Promoting Healthy Communities and Preventing Childhood Obesity: Trends in Recent Legislation
This report documents the increasing interest in adopting policies designed to promote healthy communities and prevent childhood obesity that the National Conference of State Legislatures (NCSL) has witnessed among state legislatures. It follows the trends that NCSL reported in its 2009 publication, Promoting Healthy Communities and Reducing Childhood Obesity: Legislative Options,1 which summarized proposed and enacted state legislation in 17 topic areas during the 2007 and 2008 legislative sessions. This report focuses on enacted legislation only—the emphasis is on policy results—for just one year—2009.
The report summarizes state legislation enacted in two broad policy categories—healthy eating and physical activity, and healthy community design and access to healthy food—divided into 16 topic areas. The first category focuses on nutrition and physical activity/physical education issues, primarily in schools. It is divided into nine specific topics:
- School Nutrition
- Nutrition Education
- Body Mass Index Measurement for Students
- Diabetes Screening at School
- Insurance Coverage for Obesity Prevention
- School Wellness
- Physical Activity or Physical Education in School
- Taxes and Tax Credits
- Task Forces, Commissions, Studies and Other Special Programs
The second category—healthy community design and access to healthy food—deals with changes in the built environment—including land use, transportation and agricultural topics—that can create more walkable/bikeable communities and increase access to healthy food through changes in infrastructure and procurement policies. It is comprised of seven issue areas:
- Bicycling and Walking/Complete Streets
- Transit-Oriented Development
- Safe Routes to School/School Siting
- Farmers’ Markets
- Food Deserts/Access to Healthy Food
- Local Food/Direct Marketing
Although some bills may fall into more than one category—for example, school nutrition and nutrition education—the summary appears only once, in the category that contains the most relevant issues addressed by the legislation. Proposed and pending legislation that has not been enacted often is referenced in the narrative description of each legislation category—although those bills are not summarized—to illustrate trends in legislation that may serve as precursors to eventual laws.
The report documents continuing interest in—and increasing action on—healthy eating and active living policies by state legislatures, with more legislation passed in some categories in 2009 than in any single year of the previous two-year period (and in some cases, more than in the two previous years combined). In the broad policy category of healthy eating and physical activity, for example, nine states enacted laws addressing school nutrition and nutrition education in 2009 alone, compared to 17 states during the two-year period 2007-2008. Four states passed body mass index bills in 2009, compared to six in the previous two years; three states adopted insurance coverage for obesity prevention, compared to zero in 2007-2008; and two states enacted tax or tax credit legislation last year, although none did so in the prior two sessions.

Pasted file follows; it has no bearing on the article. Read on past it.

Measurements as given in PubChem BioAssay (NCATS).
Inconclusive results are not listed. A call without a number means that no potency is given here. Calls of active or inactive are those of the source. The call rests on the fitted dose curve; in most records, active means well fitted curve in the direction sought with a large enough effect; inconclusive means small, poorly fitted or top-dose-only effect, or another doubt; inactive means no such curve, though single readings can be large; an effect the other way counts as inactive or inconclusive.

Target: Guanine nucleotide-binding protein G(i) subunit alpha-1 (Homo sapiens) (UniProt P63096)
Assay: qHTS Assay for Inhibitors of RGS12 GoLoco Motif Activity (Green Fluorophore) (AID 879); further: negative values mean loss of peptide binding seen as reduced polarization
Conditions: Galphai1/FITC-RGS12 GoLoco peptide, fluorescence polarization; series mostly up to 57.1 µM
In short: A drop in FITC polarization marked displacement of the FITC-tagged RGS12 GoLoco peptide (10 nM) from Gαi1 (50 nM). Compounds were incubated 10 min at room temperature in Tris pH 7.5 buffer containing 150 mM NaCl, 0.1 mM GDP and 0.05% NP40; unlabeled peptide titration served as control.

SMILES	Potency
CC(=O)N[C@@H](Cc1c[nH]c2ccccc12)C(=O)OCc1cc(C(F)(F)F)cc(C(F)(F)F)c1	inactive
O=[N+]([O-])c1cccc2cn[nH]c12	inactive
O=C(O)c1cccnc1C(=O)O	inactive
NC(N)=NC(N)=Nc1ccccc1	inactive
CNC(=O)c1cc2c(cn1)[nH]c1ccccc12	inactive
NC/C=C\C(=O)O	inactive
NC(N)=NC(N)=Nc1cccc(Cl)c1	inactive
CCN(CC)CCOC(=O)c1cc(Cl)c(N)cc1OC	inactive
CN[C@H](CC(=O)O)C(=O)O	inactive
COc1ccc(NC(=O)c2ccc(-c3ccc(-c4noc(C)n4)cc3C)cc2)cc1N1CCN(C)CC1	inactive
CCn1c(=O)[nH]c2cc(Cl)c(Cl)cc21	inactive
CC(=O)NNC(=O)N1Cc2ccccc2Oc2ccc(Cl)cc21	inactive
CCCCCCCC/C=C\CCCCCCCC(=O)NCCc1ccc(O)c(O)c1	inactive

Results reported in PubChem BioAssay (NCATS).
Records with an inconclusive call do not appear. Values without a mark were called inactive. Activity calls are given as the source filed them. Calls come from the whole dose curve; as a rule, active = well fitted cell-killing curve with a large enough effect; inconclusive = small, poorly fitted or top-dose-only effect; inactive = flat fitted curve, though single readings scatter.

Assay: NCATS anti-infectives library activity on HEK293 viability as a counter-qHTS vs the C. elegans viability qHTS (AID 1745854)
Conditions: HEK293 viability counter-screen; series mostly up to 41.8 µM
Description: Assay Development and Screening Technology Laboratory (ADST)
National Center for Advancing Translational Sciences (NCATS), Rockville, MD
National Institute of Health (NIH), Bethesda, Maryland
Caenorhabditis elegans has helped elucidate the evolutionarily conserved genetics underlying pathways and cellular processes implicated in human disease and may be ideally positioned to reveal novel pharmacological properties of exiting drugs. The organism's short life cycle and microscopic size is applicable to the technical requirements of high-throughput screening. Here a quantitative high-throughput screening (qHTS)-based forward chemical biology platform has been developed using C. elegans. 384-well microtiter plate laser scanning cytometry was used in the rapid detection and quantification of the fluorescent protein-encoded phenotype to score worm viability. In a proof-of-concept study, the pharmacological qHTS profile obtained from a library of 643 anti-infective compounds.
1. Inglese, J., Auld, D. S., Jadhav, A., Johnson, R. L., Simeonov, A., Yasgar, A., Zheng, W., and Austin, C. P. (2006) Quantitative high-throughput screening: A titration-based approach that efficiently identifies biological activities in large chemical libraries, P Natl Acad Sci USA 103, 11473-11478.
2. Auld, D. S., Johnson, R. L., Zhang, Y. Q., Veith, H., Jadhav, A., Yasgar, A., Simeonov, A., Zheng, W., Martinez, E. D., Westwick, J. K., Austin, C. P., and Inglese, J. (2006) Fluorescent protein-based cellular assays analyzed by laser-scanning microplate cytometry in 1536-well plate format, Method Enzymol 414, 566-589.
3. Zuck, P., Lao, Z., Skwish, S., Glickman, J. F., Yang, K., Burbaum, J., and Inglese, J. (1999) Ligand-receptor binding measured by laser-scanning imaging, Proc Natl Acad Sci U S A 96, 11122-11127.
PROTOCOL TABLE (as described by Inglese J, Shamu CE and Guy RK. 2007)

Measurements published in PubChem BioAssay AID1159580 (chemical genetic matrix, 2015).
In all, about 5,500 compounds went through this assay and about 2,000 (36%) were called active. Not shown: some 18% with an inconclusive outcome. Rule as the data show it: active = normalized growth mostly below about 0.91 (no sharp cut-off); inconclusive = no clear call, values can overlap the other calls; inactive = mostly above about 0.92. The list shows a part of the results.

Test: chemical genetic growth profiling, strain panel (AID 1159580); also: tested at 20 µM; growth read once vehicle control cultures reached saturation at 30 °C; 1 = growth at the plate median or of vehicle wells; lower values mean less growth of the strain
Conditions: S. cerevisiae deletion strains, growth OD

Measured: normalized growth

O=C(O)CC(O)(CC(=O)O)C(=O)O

The trends are even more apparent in the broad policy category of healthy community design and access to healthy food. Transit-oriented development legislation was particularly noteworthy; 10 states passed bills last year compared to eight in 2007-2008. Local food/direct marketing laws saw the largest number of states take policy action; 11 states enacted laws in 2009, compared to 16 in the prior two sessions. (A complete listing of states that enacted legislation in each policy category during the 2007-2008 sessions can be found in NCSL’s 2009 publication Promoting Healthy Communities and Reducing Childhood Obesity: Legislative Options, cited earlier in this report.) Although not every topic area experienced increased activity, the number of states moving forward suggests that legislatures have maintained or enhanced their awareness of the important role they can play in developing policies that promote healthy communities and prevent childhood obesity. The availability of federal funds in 2009 under the American Recovery and Reinvestment Act spurred additional action among state legislatures in adopting healthy eating and active living policies, primarily to support school nutrition and safe routes to school programs.